These herbs can be tricky in the ground, but pot them up and watch them thrive.
- Lemon thyme. Lemon thyme is best grown from plants, not seeds, and should overwinter outdoors. The following spring, prune back to new growth. Trim plants over the growing season by cutting back stems. Lemon thyme will flower nicely if you let it, but cut back stems and fertilize afterward.
- In late spring, when temperatures warm, sow seeds outdoors directly in containers in two batches about a week apart. Don’t fertilize, and add a couple handfuls of perlite to the growing medium to reduce nutrients so that plants produce more flowers than leaves.
- Melissa officinalis. Sow seeds indoors six weeks before the last frost, lightly covering them with soil. Plant out seedlings in late spring. Cut back plants throughout the growing season to keep them bushy with fresh foliage. By the end of the season, lemon balm will have developed woody stems and can overwinter in pots.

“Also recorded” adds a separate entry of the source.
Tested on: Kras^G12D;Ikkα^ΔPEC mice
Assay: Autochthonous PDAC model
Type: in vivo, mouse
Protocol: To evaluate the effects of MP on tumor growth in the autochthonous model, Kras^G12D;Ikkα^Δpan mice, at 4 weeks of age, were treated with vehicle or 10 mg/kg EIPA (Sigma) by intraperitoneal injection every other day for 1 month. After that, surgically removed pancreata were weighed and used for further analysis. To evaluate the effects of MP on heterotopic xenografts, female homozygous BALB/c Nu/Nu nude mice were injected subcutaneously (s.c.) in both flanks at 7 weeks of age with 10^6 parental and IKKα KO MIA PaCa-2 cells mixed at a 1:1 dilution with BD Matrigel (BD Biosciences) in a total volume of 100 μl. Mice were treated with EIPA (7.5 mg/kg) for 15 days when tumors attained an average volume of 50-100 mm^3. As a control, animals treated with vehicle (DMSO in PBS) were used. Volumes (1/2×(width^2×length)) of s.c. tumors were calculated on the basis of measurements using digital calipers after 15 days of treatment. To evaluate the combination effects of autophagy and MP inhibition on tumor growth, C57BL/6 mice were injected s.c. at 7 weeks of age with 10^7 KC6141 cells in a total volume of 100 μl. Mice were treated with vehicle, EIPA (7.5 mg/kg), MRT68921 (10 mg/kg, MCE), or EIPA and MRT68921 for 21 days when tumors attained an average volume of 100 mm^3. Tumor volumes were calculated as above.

- ‘Genovese’ basil. Sow seeds indoors four to six weeks before the last frost. Keep plants indoors until temperatures reach between 60°F and 70°F. In hot weather, basil will take off and want to flower, leading to sparse foliage. Keep plants bushy and encourage fresh leaf production by cutting back stems.
- Pineapple mint. Pineapple mint is best grown from plants, not seeds, but it can easily be propagated using cuttings. To ensure a fresh supply of plants the following season, replant a few rooted clumps in a cold frame.
- ‘Forest Green’ parsley. Start seeds indoors by soaking them in warm water for 48 hours, 10 to 12 weeks before the last frost. Change the water once, and rinse seeds before planting them. Once planted, cover them with soil and exclude light. Late-sown seeds will provide less mature plants for overwintering indoors, but expect them to lose vigor and need replacing the following season.